GDP: Government, Democracy, Prosperity
Public spending has been under relentless attack in the U.S. since before President Ronald Reagan first took office. The notion that “shrinking government” grows the economy, builds character and may even save our immortal souls is now one of the verities of our political discourse: public=bad; private=good. Indeed, it was the central belief uniting Tea Party members during this year’s campaign. Research and experience don’t support this conviction, but here we are.
The massive government spending that was deployed to push the economy back from the brink of depression has aggravated the always inflamed passions on this issue. With red lights flashing and sirens wailing, anti-spending Tea Party-backed politicians are now riding to Washington to slay – or at least rein in – the beast of government.
This is the narrative we live with.
There is an alternative narrative however, supported by years of research, that tells a different tale, one in which public spending is a positive good, for the economy and society. In this narrative, public spending rises naturally as societies prosper and voters – demanding better infrastructure and better public services for themselves and their families – understand the need to pay for the kind of society in which they want to live.
No, I haven’t been smoking anything. I’ve been reading Why we need public spending, a paper produced by the Business School at the University of Greenwich, in the U.K., under commission from Public Services International. Some of the findings appear commonsensical. For example, public spending is a key factor in economic growth and development. Why? It is “essential for financing infrastructure, including roads, electricity, and water." The report argues that public sector spending provides the “health and education services necessary for modern economies more efficiently and effectively than the market could provide." There are data bits that may surprise readers: “About half of all the jobs in the world are supported by public spending, two-thirds of them in the private sector through contracts and multiplier effects. Most sectors of the economy are now connected to public spending through subsidies, contracts and investment finance."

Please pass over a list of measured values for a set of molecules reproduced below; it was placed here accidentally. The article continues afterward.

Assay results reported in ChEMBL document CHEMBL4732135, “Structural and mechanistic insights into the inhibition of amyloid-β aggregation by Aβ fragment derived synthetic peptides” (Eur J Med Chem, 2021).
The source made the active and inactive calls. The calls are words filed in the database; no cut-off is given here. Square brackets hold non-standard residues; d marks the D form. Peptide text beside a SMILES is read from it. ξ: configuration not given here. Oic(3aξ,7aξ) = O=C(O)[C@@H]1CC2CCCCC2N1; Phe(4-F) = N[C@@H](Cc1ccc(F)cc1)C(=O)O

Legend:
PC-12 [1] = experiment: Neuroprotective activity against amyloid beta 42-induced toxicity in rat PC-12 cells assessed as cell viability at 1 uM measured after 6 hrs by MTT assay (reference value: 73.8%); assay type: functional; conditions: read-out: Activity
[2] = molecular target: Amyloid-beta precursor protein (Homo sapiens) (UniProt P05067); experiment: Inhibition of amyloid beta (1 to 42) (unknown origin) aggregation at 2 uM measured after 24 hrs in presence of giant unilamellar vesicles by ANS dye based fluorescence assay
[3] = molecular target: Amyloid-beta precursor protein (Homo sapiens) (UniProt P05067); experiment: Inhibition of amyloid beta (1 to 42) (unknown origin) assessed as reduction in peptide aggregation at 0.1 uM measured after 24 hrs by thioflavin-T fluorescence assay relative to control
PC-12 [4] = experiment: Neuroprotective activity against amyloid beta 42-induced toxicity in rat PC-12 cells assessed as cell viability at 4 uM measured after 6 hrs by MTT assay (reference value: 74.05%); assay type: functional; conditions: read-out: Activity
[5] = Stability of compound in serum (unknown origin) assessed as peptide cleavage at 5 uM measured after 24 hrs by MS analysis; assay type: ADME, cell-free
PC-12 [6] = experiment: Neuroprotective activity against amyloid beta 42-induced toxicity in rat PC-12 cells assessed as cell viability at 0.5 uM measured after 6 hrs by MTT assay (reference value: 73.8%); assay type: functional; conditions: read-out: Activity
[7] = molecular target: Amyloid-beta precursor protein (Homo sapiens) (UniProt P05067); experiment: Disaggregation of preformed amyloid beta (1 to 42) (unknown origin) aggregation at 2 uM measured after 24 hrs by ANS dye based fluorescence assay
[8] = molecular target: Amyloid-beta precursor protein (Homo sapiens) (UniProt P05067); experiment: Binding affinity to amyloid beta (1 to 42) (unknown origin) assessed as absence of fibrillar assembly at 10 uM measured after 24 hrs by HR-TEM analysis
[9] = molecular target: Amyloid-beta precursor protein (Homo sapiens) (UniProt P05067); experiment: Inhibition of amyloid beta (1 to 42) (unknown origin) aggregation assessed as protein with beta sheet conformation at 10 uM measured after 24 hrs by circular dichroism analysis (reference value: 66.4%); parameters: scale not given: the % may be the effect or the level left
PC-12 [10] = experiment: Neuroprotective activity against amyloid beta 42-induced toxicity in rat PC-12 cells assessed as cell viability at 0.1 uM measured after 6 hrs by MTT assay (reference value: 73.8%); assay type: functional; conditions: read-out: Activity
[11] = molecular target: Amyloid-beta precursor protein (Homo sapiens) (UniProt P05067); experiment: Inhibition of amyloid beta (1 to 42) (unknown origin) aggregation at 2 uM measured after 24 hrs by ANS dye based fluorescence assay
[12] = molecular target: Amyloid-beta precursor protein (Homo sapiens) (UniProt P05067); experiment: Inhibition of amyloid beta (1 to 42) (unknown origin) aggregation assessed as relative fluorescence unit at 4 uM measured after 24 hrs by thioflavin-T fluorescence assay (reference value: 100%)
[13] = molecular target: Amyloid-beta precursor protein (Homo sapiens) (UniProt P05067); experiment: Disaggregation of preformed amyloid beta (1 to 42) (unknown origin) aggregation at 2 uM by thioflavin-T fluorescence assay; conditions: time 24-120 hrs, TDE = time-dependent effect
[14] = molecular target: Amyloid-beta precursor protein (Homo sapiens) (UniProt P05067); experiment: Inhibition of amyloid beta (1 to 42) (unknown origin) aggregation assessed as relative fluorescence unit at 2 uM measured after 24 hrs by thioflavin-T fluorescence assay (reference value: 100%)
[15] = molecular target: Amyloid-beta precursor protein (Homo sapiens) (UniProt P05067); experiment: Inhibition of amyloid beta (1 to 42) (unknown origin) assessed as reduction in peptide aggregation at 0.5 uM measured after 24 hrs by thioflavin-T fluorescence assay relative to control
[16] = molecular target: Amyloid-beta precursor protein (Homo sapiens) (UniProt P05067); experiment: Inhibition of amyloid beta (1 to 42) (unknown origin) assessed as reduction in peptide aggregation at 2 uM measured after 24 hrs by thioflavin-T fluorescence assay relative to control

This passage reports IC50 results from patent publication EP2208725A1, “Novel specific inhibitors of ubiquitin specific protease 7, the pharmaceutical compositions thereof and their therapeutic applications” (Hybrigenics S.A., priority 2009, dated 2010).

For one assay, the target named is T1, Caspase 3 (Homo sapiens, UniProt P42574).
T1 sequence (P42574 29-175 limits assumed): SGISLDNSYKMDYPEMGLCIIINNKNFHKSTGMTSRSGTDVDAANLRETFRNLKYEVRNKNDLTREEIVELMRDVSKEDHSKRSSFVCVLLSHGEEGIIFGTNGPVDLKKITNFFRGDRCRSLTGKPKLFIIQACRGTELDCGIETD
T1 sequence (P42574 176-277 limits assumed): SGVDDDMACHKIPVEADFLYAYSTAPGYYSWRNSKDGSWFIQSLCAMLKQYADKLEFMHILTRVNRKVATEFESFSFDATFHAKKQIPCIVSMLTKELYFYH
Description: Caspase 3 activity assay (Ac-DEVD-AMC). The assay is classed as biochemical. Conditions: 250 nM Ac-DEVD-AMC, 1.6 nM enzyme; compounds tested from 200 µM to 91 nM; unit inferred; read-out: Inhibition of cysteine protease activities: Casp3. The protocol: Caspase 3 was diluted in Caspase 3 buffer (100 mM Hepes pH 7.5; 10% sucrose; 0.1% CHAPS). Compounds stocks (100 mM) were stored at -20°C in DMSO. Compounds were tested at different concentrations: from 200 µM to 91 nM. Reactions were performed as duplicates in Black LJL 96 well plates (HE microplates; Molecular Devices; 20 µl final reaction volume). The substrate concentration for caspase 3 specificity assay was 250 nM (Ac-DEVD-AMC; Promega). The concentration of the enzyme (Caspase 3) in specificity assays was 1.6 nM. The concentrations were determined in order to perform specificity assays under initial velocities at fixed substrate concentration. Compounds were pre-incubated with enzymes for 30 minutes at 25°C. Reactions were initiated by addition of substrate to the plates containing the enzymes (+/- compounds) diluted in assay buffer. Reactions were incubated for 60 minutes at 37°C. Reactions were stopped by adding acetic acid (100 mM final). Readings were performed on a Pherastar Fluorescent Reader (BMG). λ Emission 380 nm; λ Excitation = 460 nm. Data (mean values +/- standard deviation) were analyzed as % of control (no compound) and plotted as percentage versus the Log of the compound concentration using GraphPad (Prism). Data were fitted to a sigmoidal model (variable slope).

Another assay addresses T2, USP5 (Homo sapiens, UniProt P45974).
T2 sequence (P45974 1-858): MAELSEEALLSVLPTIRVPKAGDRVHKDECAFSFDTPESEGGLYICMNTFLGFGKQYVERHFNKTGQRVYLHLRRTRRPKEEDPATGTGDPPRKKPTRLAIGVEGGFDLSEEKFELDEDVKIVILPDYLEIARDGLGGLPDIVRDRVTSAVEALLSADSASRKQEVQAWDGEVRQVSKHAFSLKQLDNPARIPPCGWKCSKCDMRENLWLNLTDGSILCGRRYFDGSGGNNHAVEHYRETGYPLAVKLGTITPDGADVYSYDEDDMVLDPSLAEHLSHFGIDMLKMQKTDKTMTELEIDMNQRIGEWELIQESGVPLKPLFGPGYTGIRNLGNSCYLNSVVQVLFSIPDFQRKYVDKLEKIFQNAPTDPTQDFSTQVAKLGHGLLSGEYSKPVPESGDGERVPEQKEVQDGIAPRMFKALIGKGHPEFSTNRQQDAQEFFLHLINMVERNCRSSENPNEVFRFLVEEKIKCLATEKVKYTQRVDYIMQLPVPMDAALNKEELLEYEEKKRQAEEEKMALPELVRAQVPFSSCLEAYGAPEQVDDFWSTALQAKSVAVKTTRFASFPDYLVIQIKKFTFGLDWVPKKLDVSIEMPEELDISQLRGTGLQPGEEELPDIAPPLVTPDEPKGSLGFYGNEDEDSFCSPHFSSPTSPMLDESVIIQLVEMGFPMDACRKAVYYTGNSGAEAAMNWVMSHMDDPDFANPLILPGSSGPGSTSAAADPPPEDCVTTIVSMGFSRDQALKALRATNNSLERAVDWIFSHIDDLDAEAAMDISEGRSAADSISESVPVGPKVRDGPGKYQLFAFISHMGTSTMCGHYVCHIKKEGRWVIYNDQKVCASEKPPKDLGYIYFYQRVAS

Finally, the report points out that, over the last 150 years, public spending has risen in all countries, and that there is a “statistically significant link” between public spending and economic and social development” in developing countries as well as wealthy countries, a correlation first noted in the 1880s and repeatedly confirmed since that time.
The paper’s findings on taxes may be even more startling for many Americans, for whom Tea Parties, ala 1776 and 2010, seem part of the national DNA: “Like spending, levels of taxation rise alongside economic growth: low tax economies lag behind in development” [emphasis added]. It notes that the burden of taxation has become less fair, in part because “companies have managed to pay less and less, despite a rising share of national income. (See here for more on this.)
For me, one of the most interesting findings was the link between high public spending and a healthy democracy. It seems that “active democracies” are more responsive to the needs of citizens, thus generating public spending levels that are higher than those of more authoritarian regimes. Moreover, democracies with voter turnout rates in excess of 50 percent “reach higher levels” of public spending than do less participatory democracies.
The paper also points out the obvious: The recent, violent uptick in government spending was prompted by global recession and by efforts to rescue the finance sector from its own abuses, which threatened the still-wobbly international financial structure.
The report draws on 12 years of research carried out by economists, political scientists, civil society groups, and European unions, as well as academics from the University of Greenwich Business School. It is crammed with data on public sector spending, the current financial crisis and more. It is well worth perusing, if only as an antidote to the anti-government narrative that is now driving public policy in this nation.